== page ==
I have dealt with depression for the better part of 30 years. It started in my 20s but they were small bouts that I could usually pull out of without a problem. Then when I had by son at 37…WHAM, full blown depression. I was weeping and weeping and my poor husband did not know what to do. We went to the Dr and he started me on medication. I remember the Dr saying I was depressed as I was crying so hard in his office and I thought to myself “no I’m not, I have this wonderful life with a husband that loves me and a son so incredibly beautiful I could stare at him for hours, what are you talking about??” Prozac was the first medicine I recall being on. It was a better alternative to awful. It lifted me and allowed me to function but I still didn’t feel normal. I felt zombied out. After many years I was prescribed Lexapro which was wonderful. I was my most normal on this. But very recently (and after a fight with my insurance provider about covering the brand) I have done some research and found this site: https://bebrainfit.com/natural-antidepressants/ I also was told about taking collagen. I take a tablespoon of collagen powder in my morning coffee and evening tea. It helps tremendously with my sleep! Now I’ve cut my dosage of Lexapro in half, I’ve been able to take the generic (which I have never been able to take before) and I take a tumeric capsule and a saffron capsule twice a day. This after 20 years of being on an anti-depressant. I hope that when I retire I can go to all natural remedies. But still…life is too busy and stressful for that. Besides above, I recommend keeping your stress to a minimum, doing things you enjoy, exercise, and a couple of these natural choices. Best wishes to anyone that is dealing with this awful thing they refer to as depression. I hope you find these things helpful!

  52. Lise says...

    One thing I noticed in so many of the comments is that so many people in the trenches of anxiety and depression actually have friends. They aren’t reaching out because of the debilitating nature of depression and anxiety or for other reasons. But at least they have friends. What do you do when you don’t really have any friends? Depression + isolation=misery of loneliness

    • i so agree with you, lise. there are people who have it all…husband, kids, parents, a successful job, money, house, friends; yet they’re feeling miserable. it’s clear that genetic factors are important in many cases of anxiety but while overcoming depression isn’t quick or easy, it’s far from impossible. get support, do things that make you feel better.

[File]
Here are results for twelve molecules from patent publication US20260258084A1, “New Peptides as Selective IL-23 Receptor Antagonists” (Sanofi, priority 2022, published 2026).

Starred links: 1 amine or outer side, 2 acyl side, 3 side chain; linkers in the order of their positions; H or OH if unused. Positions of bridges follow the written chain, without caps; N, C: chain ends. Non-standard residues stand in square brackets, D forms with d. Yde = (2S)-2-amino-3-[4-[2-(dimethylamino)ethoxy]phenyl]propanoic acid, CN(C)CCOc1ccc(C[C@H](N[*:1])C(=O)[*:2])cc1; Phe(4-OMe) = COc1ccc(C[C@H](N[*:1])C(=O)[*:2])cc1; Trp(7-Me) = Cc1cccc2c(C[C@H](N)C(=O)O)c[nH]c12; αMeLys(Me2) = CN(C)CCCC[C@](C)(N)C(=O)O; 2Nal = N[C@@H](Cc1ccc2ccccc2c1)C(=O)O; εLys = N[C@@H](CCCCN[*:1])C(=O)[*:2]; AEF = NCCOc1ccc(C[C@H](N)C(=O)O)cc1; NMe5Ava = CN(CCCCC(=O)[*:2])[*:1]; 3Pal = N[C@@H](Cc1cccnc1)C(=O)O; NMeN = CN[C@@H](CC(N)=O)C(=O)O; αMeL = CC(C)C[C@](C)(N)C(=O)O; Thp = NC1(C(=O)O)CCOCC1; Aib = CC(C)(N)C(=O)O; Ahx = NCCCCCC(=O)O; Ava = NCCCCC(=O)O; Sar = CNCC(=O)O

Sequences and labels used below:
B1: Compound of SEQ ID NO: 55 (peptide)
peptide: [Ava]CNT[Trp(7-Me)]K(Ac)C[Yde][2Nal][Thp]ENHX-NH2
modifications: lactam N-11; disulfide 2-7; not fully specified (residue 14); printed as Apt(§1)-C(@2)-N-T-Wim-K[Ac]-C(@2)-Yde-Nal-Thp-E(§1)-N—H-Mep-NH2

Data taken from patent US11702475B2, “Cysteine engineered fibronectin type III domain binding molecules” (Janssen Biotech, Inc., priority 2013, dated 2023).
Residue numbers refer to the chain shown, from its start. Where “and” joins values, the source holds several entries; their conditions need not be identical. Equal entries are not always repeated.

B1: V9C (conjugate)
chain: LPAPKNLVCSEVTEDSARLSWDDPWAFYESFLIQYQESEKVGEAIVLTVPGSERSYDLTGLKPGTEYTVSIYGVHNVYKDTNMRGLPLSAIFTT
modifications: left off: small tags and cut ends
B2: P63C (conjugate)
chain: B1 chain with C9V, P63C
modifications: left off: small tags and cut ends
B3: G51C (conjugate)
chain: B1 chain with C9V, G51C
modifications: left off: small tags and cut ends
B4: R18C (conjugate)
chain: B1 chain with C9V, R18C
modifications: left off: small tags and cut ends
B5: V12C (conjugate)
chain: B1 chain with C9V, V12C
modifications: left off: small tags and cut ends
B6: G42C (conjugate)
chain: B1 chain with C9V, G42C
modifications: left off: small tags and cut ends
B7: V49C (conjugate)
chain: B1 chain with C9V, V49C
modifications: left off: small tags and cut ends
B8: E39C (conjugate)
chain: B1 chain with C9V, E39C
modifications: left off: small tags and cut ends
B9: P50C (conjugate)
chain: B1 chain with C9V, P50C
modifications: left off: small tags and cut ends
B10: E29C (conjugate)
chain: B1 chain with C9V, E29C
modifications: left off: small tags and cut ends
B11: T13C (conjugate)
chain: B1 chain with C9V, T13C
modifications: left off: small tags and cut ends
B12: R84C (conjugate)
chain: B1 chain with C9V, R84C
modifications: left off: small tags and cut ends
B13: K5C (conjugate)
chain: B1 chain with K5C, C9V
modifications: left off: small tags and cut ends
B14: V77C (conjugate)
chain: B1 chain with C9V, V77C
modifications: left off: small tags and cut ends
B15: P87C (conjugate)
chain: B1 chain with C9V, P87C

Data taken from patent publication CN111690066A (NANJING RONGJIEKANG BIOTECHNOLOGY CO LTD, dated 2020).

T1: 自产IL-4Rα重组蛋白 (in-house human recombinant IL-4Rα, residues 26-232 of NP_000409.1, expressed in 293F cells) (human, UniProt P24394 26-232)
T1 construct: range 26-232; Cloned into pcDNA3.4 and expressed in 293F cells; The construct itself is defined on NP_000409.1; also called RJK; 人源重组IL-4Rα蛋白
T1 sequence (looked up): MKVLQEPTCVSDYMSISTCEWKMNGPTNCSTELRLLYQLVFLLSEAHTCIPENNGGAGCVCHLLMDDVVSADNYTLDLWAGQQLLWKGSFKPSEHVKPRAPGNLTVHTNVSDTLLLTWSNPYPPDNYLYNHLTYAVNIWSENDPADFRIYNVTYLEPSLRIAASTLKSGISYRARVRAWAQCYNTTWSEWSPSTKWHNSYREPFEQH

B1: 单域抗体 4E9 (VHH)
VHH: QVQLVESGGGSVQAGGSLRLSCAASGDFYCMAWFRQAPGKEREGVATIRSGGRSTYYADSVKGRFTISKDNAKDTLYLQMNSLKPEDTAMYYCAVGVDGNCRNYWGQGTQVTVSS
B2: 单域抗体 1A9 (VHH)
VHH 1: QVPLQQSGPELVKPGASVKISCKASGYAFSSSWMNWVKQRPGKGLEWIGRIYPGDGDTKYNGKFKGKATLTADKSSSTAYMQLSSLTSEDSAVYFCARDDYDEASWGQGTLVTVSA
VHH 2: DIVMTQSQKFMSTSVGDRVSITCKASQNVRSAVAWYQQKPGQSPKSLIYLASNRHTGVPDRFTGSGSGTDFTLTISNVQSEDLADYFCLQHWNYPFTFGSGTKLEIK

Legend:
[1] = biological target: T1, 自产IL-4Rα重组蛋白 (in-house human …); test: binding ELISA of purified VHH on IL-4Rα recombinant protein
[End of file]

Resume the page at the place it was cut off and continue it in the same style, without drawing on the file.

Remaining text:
thank you joanna for this honest post.

    • Melissa says...

      This is me. I’ve moved 4 times in 5 years. No friends and don’t even know my neighbors. My husband and therapist are the only people I’ve spoken to for months. Isolated myself from family that live across the country. I’m very thankful for my husband and therapist and also the support of online communities such as this one and Facebook support groups. I very rarely comment but reading others stories let’s me know I’m not alone in my thoughts. <3

  53. French Girl says...

    Thank you for these words, Jo. This is what makes your blog one of the very rare healthy places on the internet.

    Here’s my story. Ten years ago, I was 17, and had a severe depression. It lasted a year and a half. I skipped high school for weeks at a time because I could not manage to stand up and get dressed. My only activities were stress, sadness and anxiety. All day and all night. I was drained, empty and exhausted by my own mind. I felt useless and ugly. I hated my body. I hated myself intensely. I did not want to be alive. I also had very high expectations for myself and a vivid fear of failure. The only relief or future seemed to be suicide. But that was scary (I did not want to hurt myself, ironically) and I did not want to make my family sad.
    My parents, witnessing my unstoppable weaping of the rug in my room, had no idea what to do. They did not recognize the symptoms. I remember my mother telling me ‘but life is so beautiful” or “but I love you so much” over and over. It hurt to see their sad faces looking at my pain and my incapacity to live. There were a lot of screams and slammed doors.
    At some point it became obvious to everyone that I needed professional help. I met a psychiatrist. After a few weeks of getting to know me (3 times a week and with her phone number “in case I need it”), she told me I was going to have to be strong in order to get out of that situation, especially if I was refusing medical help. She was right. It takes a huge lot of strength to deal with the pain of depression. Depression, before all, hurts the soul. It hurts a lot. Slowly, I learned to manage that pain.
    I started a garden on the balcony of our appartment in Paris in order to try and keep my mind focused on something else. I planted a raspberry thinking “If this plant grows, I will get out of my depression”. The plant became huge. It gave me courage.

    Since then, my mother died of cancer (I was 22 and heart-broken). My father had a serious car accident, which left him handicaped. Both events were very painful and tragic. But having survived and overcome depression I knew that I would make it. And today, I know that everything is going to be OK, even if sometimes it hurts. Pain comes and goes.